Congolese warlord given 30-year sentence for crimes against humanity

ICC Judge Robert Fremr

ICC Judge Robert Fremr

Judges may made a decision to impose a life sentence instead, but in their ruling the judges said because numerous individual crimes involve overlapping conduct, they did not warrant a life sentence.

He said the court had taken the "particular cruelty" of some of Ntaganda's crimes into account. The judge highlighted several specific crimes committed by Ntaganda and his men, including the brutal rape of a 13-year-old girl and the murder by the rebel leader himself of a Catholic priest.

Ntaganda stood motionless in the high-security courtroom as he listened through headphones while the judgement was read out. The long list of offenses, committed in the Democratic Republic of the Congo in 2002 and 2003, included murder, rape, sexual slavery, enlisting child soldiers, persecution, forcible transfer and deportation, pillage and intentionally directing attacks against civilians.

Ntaganda, born in Kinigi in Rwanda, had his first taste of combat in Uganda, where he joined the Rwandan Patriotic Front (RPF) in 1990 at the age of 17 and fought alongside Paul Kagame to overthrow Rwanda's genocidal regime in 1994.

He told the defendant there were no real mitigating circumstance in his case, but said his crimes, "despite their gravity and his degree of culpability", did not merit a life sentence.

The ICC is an global court set up in 2002 to prosecute war crimes and crimes against humanity when member states are unable or unwilling to do so.

The 30-year sentence is the longest to be handed down by the International Criminal Court (ICC), which is situated in The Hague, in the Netherlands.

The court heard fearful villagers dubbed him "Terminator" after the Arnold Schwarzenegger film about a merciless robotic killer.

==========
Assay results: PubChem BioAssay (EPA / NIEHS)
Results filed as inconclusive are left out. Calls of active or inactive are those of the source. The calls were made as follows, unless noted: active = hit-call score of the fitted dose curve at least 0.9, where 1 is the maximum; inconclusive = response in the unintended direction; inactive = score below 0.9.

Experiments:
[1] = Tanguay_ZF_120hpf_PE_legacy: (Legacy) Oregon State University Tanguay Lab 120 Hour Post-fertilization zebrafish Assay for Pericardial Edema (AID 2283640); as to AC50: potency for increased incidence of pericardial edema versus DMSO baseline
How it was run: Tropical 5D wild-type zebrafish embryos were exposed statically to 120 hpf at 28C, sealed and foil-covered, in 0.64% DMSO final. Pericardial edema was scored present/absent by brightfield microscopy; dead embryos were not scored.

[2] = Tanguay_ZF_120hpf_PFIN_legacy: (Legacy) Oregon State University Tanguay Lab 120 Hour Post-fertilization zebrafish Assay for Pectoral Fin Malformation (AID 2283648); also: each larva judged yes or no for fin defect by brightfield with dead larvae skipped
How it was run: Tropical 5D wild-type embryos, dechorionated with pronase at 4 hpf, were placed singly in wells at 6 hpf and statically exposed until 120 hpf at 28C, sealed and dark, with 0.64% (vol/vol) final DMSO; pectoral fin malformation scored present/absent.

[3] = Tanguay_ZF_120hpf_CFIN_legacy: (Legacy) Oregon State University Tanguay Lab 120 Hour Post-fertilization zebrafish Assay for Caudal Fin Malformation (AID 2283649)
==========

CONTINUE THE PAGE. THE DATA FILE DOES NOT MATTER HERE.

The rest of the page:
ICC judges found Ntaganda guilty of 18 counts in July, including murder, rape, sexual slavery and enlisting child soldiers.

The first-ever suspect to voluntarily surrender to the ICC, Ntaganda walked into the United States embassy in the Rwandan capital Kigali in 2013 and asked to be sent to the court in the Netherlands.

He surrendered to the US Embassy in Rwanda in 2013 and his trial began two years later, with closing arguments presented in August 2018.

Ntaganda's UPC, dominated by the Hema clan, violently attempted to expel the Lendu people from DRC Congo's mineral-rich Ituri region in the country's far north-east.

The ICC had issued its first arrest warrant against Ntaganda for war crimes in Ituri in 2006 and the warlord became a symbol of impunity in the region.

Ntaganda's boss, UPC leader Thomas Lubanga, is serving a 14-year prison sentence after his conviction at the ICC on charges of conscripting and using child soldiers.

The ICC has suffered a string of setbacks over recent years with some of its most high-profile suspects walking free, including Ivorian former leader Laurent Gbagbo earlier this year. The court has also been criticised for mainly trying African suspects.

Latest News